Another way to look at this is to view a plant as needing centralized structure as well as decentralized structure or top-down and bottom-up structure. This can be depicted as shown below. Here the two states are not shown as nested, but adjacent to each other.

Dirk Baecker saw a firm as follows:

Baecker notes that the product is the first distinction that we have to make. Our first distinction is the distinction of the product. Whatever else the firm may be doing, it has to recursively draw the distinction of which product it is to produce. This may be a material or immaterial, a tangible or intangible, an easy or difficult to define product, but it has to be a product that tells employees, managers and clients alike just what the firm is about. He continues- The technology is part of the form of the first distinction. Indeed, it is the outside or the first context of the first distinction, as observed by a second-order observer who may be the first-order observer observing him/herself. This means that a firm distinguishes only those products for which it has, or hopes to acquire, the necessary technology. Technology here means all kinds of ways of making sure that we can do what we want to do. This includes material access to resources, knowledge of procedures, technologies, availability of people to do the job and ways to convince society that you are doing what you are doing in the proper way.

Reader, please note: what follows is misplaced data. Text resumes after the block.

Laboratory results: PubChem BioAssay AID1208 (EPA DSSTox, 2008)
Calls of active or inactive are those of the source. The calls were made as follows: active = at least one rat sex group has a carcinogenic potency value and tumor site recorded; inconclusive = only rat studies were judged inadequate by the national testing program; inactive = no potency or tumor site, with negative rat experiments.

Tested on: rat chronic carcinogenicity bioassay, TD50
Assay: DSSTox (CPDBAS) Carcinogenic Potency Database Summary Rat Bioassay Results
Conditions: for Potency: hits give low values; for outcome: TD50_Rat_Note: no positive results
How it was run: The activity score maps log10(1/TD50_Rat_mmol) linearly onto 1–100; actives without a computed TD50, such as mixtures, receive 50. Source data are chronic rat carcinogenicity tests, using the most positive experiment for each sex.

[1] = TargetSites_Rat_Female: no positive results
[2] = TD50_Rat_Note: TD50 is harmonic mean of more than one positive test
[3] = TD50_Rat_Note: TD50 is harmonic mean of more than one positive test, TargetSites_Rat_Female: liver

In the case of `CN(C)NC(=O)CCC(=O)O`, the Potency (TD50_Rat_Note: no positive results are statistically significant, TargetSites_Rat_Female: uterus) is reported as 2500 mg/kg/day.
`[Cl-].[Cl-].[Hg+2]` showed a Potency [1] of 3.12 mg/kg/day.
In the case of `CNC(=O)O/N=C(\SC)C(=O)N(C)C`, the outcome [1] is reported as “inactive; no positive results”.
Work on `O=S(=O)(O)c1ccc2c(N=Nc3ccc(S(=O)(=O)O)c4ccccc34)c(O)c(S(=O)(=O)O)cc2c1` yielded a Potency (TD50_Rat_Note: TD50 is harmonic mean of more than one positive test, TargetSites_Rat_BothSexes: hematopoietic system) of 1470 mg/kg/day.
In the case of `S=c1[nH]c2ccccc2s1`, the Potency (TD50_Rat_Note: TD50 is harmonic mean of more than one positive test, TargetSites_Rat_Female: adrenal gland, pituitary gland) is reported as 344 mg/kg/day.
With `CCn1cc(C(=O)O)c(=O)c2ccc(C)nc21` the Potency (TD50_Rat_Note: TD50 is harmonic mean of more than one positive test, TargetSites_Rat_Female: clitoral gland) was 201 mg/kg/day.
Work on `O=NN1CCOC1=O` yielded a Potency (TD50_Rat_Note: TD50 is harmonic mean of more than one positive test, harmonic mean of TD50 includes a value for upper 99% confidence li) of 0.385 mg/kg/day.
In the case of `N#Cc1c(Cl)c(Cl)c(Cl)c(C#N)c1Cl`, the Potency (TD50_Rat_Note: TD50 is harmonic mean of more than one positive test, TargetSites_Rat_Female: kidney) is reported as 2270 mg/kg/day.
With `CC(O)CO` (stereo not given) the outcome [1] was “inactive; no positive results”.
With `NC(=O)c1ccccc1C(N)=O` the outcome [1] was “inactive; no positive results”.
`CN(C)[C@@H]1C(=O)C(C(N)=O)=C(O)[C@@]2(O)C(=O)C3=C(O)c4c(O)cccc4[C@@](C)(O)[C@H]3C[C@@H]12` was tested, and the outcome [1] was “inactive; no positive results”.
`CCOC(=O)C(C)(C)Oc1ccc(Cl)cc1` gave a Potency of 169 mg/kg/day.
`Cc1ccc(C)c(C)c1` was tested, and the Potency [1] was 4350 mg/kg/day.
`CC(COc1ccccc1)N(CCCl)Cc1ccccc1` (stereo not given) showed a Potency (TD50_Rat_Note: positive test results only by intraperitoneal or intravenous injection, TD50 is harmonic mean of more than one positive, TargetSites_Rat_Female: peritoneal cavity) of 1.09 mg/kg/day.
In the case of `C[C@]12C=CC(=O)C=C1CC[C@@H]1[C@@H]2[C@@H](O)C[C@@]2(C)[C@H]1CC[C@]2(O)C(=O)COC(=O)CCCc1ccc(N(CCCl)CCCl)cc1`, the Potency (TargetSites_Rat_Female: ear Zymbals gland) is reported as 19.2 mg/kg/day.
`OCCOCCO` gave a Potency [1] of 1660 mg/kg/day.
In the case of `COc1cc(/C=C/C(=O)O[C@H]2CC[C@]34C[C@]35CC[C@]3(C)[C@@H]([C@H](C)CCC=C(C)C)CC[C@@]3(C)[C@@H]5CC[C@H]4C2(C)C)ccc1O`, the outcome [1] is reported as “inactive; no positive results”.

Baecker explains “work” as follows:

We add the assumption of communication between first-order observers who at the same time act as second-order observers. The firm observes itself. By working, it relates products to technology and technology back to products.

Additional information can be found on Dirk Baecker’s The Form of the Firm.

In all that we have seen so far, we have not yet talked about the unmarked state. The unmarked state “n” is always present in the form and is not accessible to the observer. The observation can have as many distinctions as needed, dependent on the observer. The “n” represents everything that can be further added to the distinctions to improve our “meaning” as needed. The more distinctions there are, the more complex the observations. The observers deal with the complexity of the phenomena to be understood by applying as many or as few distinctions as needed.